15 Songs, 26 Minutes

EDITORS’ NOTES

1989's No Control (remastered in 2004) is the zenith showcase for the watertight twin guitars of Brett Gurewitz (lead) and Greg Hetson, the yearning, melodic vocals of Greg Graffin, and the cynical lyrical exhortations they became known for. ("Don't be a henchman — stand on your laurels! Do what no one else does and praise the good of other men.") The group's members have ebbed and flowed over the years, but this line-up (with Jay Bentley on bass and Pete Finestone on drums) was the epitome of a tight, focused, and impassioned Bad Religion. The songs on No Control burrowed just a bit deeper to bite where it hurt, to hook listeners with classics-in-the-making like "Big Bang" and "Automatic Man" (one still marvels over the breakneck speed of those guitars) while at the same time getting them to sit through Social Crit 101 and at least fleetingly ponder the evils of greed and power. A large order, to be sure, but mixing the message with hammering rhythms and impossibly infectious vocals wrapped around soaring, stinging guitars delivered like mini-bombs in two-minute blasts proved to be a consistently winning formula.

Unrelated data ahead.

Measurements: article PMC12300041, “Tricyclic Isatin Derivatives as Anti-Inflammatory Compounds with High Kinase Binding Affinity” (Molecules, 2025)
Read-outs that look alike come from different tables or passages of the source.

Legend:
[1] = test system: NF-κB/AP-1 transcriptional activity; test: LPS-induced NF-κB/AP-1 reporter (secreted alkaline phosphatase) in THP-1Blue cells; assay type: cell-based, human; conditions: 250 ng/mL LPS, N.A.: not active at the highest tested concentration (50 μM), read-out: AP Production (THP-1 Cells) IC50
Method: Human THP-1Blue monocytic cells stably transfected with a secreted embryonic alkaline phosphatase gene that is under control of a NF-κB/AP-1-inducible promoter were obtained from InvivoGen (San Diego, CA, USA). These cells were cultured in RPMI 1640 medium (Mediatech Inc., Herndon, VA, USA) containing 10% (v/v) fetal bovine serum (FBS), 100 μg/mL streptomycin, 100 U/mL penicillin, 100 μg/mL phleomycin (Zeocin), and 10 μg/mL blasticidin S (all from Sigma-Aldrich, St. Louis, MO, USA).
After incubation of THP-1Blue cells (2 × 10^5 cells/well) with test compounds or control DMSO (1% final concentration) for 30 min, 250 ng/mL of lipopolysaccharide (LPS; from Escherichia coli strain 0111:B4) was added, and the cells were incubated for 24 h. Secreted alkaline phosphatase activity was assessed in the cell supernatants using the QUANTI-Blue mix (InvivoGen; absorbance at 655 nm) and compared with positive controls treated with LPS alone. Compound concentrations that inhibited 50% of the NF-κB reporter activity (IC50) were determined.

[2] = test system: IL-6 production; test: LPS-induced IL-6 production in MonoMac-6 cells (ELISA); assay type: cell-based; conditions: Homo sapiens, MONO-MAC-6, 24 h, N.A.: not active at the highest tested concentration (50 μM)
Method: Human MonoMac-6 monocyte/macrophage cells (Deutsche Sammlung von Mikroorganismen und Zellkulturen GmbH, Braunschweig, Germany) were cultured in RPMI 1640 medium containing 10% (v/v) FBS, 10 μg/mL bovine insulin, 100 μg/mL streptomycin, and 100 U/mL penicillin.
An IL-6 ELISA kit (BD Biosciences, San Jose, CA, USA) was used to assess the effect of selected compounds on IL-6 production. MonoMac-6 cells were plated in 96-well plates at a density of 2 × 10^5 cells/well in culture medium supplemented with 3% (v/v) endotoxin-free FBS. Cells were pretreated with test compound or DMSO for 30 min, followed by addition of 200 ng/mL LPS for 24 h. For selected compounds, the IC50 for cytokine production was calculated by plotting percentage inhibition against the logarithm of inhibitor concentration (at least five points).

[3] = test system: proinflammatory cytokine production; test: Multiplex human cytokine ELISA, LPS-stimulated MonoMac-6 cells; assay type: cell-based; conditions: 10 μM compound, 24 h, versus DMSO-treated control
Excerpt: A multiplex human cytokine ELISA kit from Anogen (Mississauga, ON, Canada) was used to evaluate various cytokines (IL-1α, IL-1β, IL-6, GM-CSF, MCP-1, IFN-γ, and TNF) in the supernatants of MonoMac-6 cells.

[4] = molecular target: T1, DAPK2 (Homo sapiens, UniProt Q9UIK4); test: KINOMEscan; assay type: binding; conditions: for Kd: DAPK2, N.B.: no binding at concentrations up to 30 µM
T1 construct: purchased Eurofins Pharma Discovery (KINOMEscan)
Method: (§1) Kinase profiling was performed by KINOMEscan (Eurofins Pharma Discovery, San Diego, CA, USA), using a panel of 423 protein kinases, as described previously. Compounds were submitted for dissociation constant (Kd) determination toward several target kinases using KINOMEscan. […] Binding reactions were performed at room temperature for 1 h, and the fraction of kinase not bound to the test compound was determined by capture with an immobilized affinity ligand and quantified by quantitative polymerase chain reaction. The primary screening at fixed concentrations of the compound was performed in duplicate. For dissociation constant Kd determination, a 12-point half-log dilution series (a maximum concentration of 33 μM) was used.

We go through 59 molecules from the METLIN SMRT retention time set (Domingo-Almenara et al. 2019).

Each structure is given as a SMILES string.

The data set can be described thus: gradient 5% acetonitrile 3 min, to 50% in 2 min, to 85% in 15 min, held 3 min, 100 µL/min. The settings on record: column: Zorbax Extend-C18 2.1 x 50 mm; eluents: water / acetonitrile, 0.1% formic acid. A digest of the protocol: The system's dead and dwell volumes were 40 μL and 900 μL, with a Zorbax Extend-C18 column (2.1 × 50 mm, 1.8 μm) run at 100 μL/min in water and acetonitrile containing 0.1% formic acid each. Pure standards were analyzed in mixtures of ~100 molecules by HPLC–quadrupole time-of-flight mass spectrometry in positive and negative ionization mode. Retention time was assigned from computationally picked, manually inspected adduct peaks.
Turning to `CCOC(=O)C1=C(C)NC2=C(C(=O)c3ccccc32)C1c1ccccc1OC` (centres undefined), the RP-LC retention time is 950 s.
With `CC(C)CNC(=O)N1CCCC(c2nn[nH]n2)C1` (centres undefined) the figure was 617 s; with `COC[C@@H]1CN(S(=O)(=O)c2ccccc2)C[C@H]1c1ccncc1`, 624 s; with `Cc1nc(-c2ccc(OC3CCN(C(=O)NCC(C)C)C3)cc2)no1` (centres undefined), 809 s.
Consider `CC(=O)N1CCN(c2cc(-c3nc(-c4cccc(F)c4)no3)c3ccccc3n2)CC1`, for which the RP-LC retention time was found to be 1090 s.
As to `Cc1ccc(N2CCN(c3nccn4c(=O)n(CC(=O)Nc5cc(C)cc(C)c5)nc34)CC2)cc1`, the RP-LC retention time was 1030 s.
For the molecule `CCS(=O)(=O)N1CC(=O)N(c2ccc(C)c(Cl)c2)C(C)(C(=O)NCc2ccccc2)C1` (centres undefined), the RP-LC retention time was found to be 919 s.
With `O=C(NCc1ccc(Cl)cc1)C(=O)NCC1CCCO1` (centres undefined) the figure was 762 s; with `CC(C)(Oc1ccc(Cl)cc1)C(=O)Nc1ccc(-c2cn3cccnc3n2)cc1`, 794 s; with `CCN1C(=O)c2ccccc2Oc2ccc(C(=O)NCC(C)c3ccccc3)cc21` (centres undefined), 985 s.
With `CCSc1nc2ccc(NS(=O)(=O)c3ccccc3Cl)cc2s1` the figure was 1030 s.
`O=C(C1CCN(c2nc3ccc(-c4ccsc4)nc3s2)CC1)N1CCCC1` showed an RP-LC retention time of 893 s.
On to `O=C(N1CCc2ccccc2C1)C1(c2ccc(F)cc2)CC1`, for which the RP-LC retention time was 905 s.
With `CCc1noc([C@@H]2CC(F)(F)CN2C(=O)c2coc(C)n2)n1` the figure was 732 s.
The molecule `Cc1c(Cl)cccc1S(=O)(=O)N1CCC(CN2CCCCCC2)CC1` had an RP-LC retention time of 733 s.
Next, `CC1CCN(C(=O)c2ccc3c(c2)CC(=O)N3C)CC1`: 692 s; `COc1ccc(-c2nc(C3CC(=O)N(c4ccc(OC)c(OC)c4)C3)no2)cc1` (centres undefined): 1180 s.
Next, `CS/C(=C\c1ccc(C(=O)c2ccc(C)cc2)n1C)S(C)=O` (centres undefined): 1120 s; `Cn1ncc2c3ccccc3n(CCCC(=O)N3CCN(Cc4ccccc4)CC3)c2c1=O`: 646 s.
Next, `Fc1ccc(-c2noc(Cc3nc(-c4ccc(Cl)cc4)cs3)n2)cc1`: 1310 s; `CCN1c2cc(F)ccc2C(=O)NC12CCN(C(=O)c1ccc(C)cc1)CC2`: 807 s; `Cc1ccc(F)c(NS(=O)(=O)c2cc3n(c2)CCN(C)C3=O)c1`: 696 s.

EDITORS’ NOTES

1989's No Control (remastered in 2004) is the zenith showcase for the watertight twin guitars of Brett Gurewitz (lead) and Greg Hetson, the yearning, melodic vocals of Greg Graffin, and the cynical lyrical exhortations they became known for. ("Don't be a henchman — stand on your laurels! Do what no one else does and praise the good of other men.") The group's members have ebbed and flowed over the years, but this line-up (with Jay Bentley on bass and Pete Finestone on drums) was the epitome of a tight, focused, and impassioned Bad Religion. The songs on No Control burrowed just a bit deeper to bite where it hurt, to hook listeners with classics-in-the-making like "Big Bang" and "Automatic Man" (one still marvels over the breakneck speed of those guitars) while at the same time getting them to sit through Social Crit 101 and at least fleetingly ponder the evils of greed and power. A large order, to be sure, but mixing the message with hammering rhythms and impossibly infectious vocals wrapped around soaring, stinging guitars delivered like mini-bombs in two-minute blasts proved to be a consistently winning formula.

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